January 2, 2022 (KHARTOUM) – Sudan’s Abdallah Hamdok stepped down as prime minister on Sunday after months of political turmoil in the country.
In a speech to the nation, Hamdok announced his expected resignation, telling the Sudanese that he decided to return them “the mission you had entrusted to me”.
He announced his resignation after the killing of three protesters in Khartoum by the security forces, after seeing his failure to prevent escalation and he has no control over the political developments in the country.
His resignation confirms the death of his 21st November political agreement with the Commander-in-Chief of the Sudanese Army Abdel Fattah al-Burhan.
The former prime minister admitted his failure to bring the political forces to agree on a political declaration enabling him to form a government of technocrats as it was agreed in the framework agreement with al-Burhan.
“I have tried as much as I can to avoid our country from the danger of slipping into disaster,” he said.
He added that he spoke with all the components of the transition about the historical responsibility they have to bear.
Also, he underscored that “the people are the ultimate sovereign authority” and the armed forces have to comply with their will.
For several days it was clear that Hamdok would resign as he realized the popular rejection of his deal with Burhan and that he did not get the support of the Forces for Freedom and Change.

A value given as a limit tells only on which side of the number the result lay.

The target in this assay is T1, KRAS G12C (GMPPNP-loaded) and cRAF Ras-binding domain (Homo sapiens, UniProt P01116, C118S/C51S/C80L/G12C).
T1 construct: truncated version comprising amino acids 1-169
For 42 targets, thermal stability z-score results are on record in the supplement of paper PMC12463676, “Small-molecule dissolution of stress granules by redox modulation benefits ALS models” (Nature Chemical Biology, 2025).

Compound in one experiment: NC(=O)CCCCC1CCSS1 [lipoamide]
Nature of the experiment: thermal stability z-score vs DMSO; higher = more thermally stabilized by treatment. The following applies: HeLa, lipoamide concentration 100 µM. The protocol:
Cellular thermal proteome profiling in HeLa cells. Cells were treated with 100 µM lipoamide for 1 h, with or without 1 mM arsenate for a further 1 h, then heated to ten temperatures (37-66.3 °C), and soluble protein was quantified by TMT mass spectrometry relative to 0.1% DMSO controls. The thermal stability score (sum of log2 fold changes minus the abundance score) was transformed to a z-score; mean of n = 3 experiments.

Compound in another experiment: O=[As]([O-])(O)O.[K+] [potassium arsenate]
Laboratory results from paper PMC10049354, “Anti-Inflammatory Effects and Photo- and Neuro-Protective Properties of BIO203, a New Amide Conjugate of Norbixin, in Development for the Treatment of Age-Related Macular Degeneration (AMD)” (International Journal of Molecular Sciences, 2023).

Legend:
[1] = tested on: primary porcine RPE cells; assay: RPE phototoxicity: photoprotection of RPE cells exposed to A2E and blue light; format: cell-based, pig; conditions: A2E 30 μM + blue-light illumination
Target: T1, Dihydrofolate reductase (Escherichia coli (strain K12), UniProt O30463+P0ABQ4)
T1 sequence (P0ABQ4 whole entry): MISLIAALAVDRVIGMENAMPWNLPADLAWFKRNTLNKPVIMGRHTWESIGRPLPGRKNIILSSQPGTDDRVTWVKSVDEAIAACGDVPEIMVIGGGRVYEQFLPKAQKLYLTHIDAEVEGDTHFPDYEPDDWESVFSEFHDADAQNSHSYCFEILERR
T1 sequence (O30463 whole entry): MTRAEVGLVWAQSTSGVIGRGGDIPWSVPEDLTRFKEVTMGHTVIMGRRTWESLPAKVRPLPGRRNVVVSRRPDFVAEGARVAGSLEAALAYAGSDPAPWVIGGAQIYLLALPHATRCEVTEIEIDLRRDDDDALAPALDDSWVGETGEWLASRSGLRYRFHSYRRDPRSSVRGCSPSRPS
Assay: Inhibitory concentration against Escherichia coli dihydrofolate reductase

The other sticky point for him was that he considered the formation of a government of technocrats without the ministers of the armed groups. But, the latter rejected the idea of abandoning their positions.
Also, it becomes clear for him that the coup leaders have no intention to commit themselves to the agreement signed with him as they continue to arrest activists and use brutal violence to disperse the protests.
A spokesman for the Sudanese Congress Party (SCoP) Nur-Eldin Babiki said that with Hamdok resignation the military have lost their last card to induce international recognition and popular support.
“Things are now clear. So, this facilitates the unification of all political forces to bring down the military,” he said.
Some 57 protesters were killed as a result of the bloody crackdown on the anti-coup protests including 15 people after the Burhan-Hamdok deal.
In response to Hamdok’s resignation, the U.S. State Department called on the Sudanese to reach a consensus to ensure continued civilian rule.
“Sudan’s next PM and cabinet should be appointed in line with the constitutional declaration to meet the people’s goals of freedom, peace, and justice,” said the Bureau of African Affairs at the State Department in a tweet posted after the announcement of the resignation.
Also, the State Department reiterated the U.S. continued support to the Sudanese people in their demand for democracy and urged to stop violence against protestors.